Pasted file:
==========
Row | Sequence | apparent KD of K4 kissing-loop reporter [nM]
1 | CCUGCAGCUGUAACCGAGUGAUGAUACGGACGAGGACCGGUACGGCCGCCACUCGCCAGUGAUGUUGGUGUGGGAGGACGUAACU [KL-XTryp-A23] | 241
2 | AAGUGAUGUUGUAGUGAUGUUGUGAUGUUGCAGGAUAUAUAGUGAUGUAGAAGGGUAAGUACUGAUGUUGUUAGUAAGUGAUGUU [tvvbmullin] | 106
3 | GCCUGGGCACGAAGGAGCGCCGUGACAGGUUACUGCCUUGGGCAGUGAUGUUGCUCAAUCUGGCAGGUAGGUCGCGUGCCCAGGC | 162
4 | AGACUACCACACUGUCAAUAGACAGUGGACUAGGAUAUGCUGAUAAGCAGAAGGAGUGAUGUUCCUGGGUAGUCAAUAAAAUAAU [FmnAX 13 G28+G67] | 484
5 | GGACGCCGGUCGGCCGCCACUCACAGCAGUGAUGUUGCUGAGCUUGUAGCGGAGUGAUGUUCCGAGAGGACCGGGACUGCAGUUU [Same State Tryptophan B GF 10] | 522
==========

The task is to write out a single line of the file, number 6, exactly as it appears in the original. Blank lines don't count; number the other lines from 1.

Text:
5 | GGACGCCGGUCGGCCGCCACUCACAGCAGUGAUGUUGCUGAGCUUGUAGCGGAGUGAUGUUCCGAGAGGACCGGGACUGCAGUUU [Same State Tryptophan B GF 10] | 522